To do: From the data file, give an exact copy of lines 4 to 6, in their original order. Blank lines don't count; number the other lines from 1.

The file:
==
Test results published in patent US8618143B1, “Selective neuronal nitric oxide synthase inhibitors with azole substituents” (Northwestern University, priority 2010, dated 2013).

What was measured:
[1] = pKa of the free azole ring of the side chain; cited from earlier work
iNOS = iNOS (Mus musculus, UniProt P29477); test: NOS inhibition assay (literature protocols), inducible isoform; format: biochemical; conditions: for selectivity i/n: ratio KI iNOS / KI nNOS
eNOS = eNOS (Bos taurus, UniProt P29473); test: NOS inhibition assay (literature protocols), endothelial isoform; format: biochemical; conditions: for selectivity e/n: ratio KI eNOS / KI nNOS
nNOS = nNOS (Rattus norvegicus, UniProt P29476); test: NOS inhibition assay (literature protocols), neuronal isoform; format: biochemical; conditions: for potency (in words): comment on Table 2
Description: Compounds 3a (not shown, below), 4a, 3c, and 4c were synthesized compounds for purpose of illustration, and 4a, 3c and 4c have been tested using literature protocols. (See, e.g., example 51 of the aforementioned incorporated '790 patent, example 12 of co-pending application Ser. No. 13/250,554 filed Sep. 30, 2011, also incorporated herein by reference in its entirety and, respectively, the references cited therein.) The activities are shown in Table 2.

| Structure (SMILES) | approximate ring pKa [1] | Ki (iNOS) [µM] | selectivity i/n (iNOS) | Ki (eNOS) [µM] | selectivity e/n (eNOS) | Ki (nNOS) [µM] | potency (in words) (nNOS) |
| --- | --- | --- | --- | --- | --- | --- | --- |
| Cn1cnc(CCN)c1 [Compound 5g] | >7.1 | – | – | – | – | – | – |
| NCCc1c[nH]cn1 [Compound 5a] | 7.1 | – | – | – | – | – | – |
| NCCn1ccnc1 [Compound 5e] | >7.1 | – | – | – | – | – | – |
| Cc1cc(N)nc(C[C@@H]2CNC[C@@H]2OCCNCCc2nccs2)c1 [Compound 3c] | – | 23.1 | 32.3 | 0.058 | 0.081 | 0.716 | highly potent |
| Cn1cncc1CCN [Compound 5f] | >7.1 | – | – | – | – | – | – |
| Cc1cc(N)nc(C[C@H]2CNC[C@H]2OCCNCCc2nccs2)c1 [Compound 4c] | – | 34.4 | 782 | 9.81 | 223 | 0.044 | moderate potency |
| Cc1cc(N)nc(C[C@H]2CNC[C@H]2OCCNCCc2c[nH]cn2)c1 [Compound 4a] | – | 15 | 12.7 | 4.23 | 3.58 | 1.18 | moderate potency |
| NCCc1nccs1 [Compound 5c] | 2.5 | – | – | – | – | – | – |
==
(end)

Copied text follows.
iNOS = iNOS (Mus musculus, UniProt P29477); test: NOS inhibition assay (literature protocols), inducible isoform; format: biochemical; conditions: for selectivity i/n: ratio KI iNOS / KI nNOS
eNOS = eNOS (Bos taurus, UniProt P29473); test: NOS inhibition assay (literature protocols), endothelial isoform; format: biochemical; conditions: for selectivity e/n: ratio KI eNOS / KI nNOS
nNOS = nNOS (Rattus norvegicus, UniProt P29476); test: NOS inhibition assay (literature protocols), neuronal isoform; format: biochemical; conditions: for potency (in words): comment on Table 2